Suddenly, Anya is confronted by Dimitri and Vlad, who upon noticing the resemblance between Anya and the Grand Duchess convince her to join them on a trip to Paris where they will introduce her to the Dowager Empress, potentially reuniting her with her long lost family...



But Anastasia’s return to the palace starts a chain of events she is completely unaware of. The curse that destroyed her family is reawakened and we are transported to Limbo where Rasputin has been trapped because his curse remains unfulfilled. The hilariously caricatured Rasputin determined to finish what he started in 1916, vows to kill the last of the Romanovs. Enter, one of the best villain songs in cinematic history- In the Dark of The Night. It's not the most popular song on the soundtrack, but it perfectly pairs the film's darker themes with some much-needed comedy as it sees Rasputin release his minions to fulfil their dark purpose.


But unfortunately for Rasputin, as the film progresses, we see plan after plan foiled and Russia’s greatest love machine starts to (literally) fall apart. After failing to hypnotise Anya into jumping to her death, Rasputin resolves that he must kill her himself in person, and his companion Bartok delivers one of the film's most iconic lines: "Forget the girl and get a life!"


Of-course Rasputin does not listen.


By this time, Anya and her friends have made it to Paris and after convincing the Dowager Empress' cousin Sophie that she is the genuine article, the gang get ready to meet the Empress at the Russian ballet. By now, Dimitri has also realised that he won’t be introducing an imposter. He knows Anya is the real Grand Duchess Anastasia as he is the boy who helped her escape the palace all those years ago.


It is also obvious by now to the audience and to Vlad that he has completely fallen for her. Despite his feelings, Dimitri is determined that the plan will go ahead as if nothing has changed as ‘Princesses don’t marry kitchen boys.’ As he attempts to convince the Empress that he has found her granddaughter and the heir to the Russian throne, Anya overhears that The Empress knows who Dimitri is and more importantly knows that he is a conman that has been auditioning girls to pose as Anastasia. Anya is understandably furious and after giving Dimitri an epic slap, she leaves.


But Dimitri isn’t ready to give up and even goes as far as to hijack the Empress' car. He shows her the music box and she finally agrees to meet Anya. The Empress remains unconvinced until Anya’s memory is triggered by the smell of peppermint, and upon seeing the music box, remembers the lullaby her grandmother used to sing to her. The two are reunited at last.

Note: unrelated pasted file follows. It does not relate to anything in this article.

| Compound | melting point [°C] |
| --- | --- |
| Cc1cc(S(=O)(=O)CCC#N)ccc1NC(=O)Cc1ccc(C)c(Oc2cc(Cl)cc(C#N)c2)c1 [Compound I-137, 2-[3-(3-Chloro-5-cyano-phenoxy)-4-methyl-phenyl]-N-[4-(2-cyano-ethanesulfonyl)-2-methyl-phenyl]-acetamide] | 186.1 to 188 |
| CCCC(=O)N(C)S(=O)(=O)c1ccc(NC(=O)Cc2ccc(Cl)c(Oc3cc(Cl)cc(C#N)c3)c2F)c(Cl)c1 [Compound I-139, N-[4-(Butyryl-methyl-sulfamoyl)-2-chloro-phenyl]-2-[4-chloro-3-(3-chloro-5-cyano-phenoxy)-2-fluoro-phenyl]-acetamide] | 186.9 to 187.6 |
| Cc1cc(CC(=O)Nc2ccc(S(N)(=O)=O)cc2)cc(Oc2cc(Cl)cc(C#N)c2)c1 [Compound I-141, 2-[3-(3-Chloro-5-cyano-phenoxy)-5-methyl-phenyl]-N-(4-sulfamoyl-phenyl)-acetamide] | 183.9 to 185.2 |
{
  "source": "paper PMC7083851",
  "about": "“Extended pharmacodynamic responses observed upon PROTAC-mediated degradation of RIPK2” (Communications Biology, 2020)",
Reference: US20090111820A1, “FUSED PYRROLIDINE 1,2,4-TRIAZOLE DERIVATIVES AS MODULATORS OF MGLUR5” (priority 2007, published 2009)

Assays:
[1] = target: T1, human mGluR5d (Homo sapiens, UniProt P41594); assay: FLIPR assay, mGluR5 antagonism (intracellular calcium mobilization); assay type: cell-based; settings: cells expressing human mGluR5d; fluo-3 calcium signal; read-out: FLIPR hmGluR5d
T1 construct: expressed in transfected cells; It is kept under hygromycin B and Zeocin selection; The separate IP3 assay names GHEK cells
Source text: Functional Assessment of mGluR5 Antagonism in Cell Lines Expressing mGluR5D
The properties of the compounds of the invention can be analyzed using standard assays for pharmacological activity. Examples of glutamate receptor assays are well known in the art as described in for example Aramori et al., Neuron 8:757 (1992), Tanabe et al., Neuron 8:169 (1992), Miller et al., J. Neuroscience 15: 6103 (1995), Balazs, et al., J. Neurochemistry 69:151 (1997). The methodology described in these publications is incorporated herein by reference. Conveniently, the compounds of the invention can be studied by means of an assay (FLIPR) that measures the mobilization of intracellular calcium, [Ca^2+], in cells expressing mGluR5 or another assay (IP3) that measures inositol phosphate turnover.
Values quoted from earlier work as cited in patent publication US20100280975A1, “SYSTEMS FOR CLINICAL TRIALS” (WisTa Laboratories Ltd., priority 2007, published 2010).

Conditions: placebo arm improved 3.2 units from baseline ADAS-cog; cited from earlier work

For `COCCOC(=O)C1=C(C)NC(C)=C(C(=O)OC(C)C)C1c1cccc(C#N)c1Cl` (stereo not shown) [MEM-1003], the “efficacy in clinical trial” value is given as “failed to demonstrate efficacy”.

The next day, we see The Empress offer Dimitri the reward, which he refuses (as if we needed another reason to love him). We also witness the emotionally charged goodbye between the two as Dimitri prepares to leave. That night at the ball being thrown to celebrate Anastasia’s return, the Empress reveals that Dimitri didn’t take the reward money. The Empress also wonders whether returning to a life of royalty is what Anya truly wants. She tells her that no matter what she chooses, they will always have each other.



Anya is lured away from the party and out into the gardens, where Rasputin is waiting for her. He and his minions attempt to kill her; however, our dashing hero returns to save her. After an intense battle that almost sees the end of our beloved couple, Anya gains the upper hand, and she destroys Rasputin using his own dark forces against him. This is the second time Rasputin has died in this film and this time it is gruesome enough to rival that of even The Horned King in The Black Cauldron.


So, the heir to the Russian throne is found, the bad guy is defeated, and the guy gets the girl, it’s the perfect ending…Or the perfect beginning?


It is also worth noting that its recent stage adaptation enjoyed tremendous success on Broadway albeit with a slightly altered story.


Anastasia is truly timeless and even over 20 years after its release is still as magical as it was back then.


Very few animated films manage to pair history and fiction, darkness and romance so perfectly. With the combined artistry of Don Bluth, Gary Goldman, and the musical talents of David Newman, Lynn Ahrens, Stephen Flaherty, and of-course the star-studded cast, 20th Century Fox succeeded in creating one of the most enchanting, haunting, and captivating animated films of all time.


Do you remember Anastasia, do you love it just as much? Check it out currently streaming on Netflix and let us know what you think down below or on our socials!